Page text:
When to hurt a child's self-esteem (Pt. 1:~ponderings)

This is the part of parenting lessons that we’re never supposed to discuss.  We all know when it needs to happen, but no parent would dare condone the “hurting” of a child’s self-esteem.

I spent 7 years working with children between the ages of 1 and 5.  Returning to college after that, another 5 years would be taken up learning about the intricacies of working with adolescents and young adults.  After three years as an educator–lectures, seminars, classes, professional development– I think I know I’m a better parent because of it.

But I never heard an educated professional say “sometimes, you’ve got to leave a thought in a child’s head that hurts.  Sometimes, kids need their feelings hurt.”

Not once.  But as a parent, its completely true.

Memory lane: “you can’t have kids”

If only you knew the answer before he came back.  Then, he couldn’t see you change; he’d miss your chest falling, your eyes dipping, and the air leaving your lungs would be lost to his ears.  If only you knew what he knew, you would be free.   And as the door swings open, your heart can’t help but quicken–he’s not smiling.

“I’m sorry miss, you have a weak cervix; it cannot carry a  child to full term.  I’m afraid there is a high chance you’ll miscarry the next time you are pregnant.”  He didn’t make eye contact, and as he turned, I began to crumble.   “Not everyone was meant to be a mom.”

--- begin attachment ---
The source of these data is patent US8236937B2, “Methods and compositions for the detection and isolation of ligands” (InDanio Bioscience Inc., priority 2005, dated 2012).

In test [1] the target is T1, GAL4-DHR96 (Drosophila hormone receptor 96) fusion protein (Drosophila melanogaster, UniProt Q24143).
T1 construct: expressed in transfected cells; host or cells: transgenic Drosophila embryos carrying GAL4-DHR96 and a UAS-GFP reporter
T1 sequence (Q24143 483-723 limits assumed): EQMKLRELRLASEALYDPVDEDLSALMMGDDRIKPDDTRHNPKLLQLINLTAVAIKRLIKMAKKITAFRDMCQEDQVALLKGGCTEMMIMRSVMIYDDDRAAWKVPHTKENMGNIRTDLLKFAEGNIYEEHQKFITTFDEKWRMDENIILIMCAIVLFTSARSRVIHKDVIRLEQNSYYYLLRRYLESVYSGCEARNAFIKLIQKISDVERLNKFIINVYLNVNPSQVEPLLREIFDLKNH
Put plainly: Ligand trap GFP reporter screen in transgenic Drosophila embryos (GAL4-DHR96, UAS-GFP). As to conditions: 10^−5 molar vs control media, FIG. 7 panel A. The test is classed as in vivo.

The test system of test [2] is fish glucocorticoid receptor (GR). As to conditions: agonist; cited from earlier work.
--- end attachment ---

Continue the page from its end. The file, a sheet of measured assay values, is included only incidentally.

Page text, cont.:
*                   *                    *

It was–and still is–the most hurtful thing anyone has ever said to me.  Sure, I can take being called a filthy Atheist.  Say I’m a horrible teacher and you hate me? No problem.  But that doctor, with his well intentions and soft voice, will always be the meanest person I’ve ever met.

He didn’t mean for things to come out that way; he was a doctor and I was a young lady with a very low chance of pregnancy.  He wanted me to move on, to enjoy life–but his delivery really sucked.

The next year I would be pregnant with my oldest daughter, the specialized care center would help diagnose my reproductive dilemma’s, and I became a mother on St. Patrick’s Day that following year.

It’s impossible to describe the regimen of eating, ultrasounds, and medicine that my family endured.  There were nights when I’d wake up, panicked that she was dead.  I’d scarf down ice-cold apple juice, lay down and beg her to move.

My experiences during pregnancy made me appreciate motherhood in a way that is irrational sometimes, but sincere.  I am so grateful that my girls are in my life.

I also know that I have a job–we all do as parents.  Our job is to create young people that are mentally and physically healthy; young people who can critically evaluate the world around them, and decide the best course of action for happiness.  Not just for themselves, but for all the beings that inhabit our planet.

This means raising children in a way that prepares them for the realities that they will face, making sure they can carry themselves in a respectful and honest way, teaching them to think outside the box and evaluate a situation with conscious thought–creating conscious, purposeful actions.

So, is it necessary to hurt self-esteem in order for a 21st-century freethinking child to be properly directed?  And what exactly is self-esteem?

What qualifies as hurt?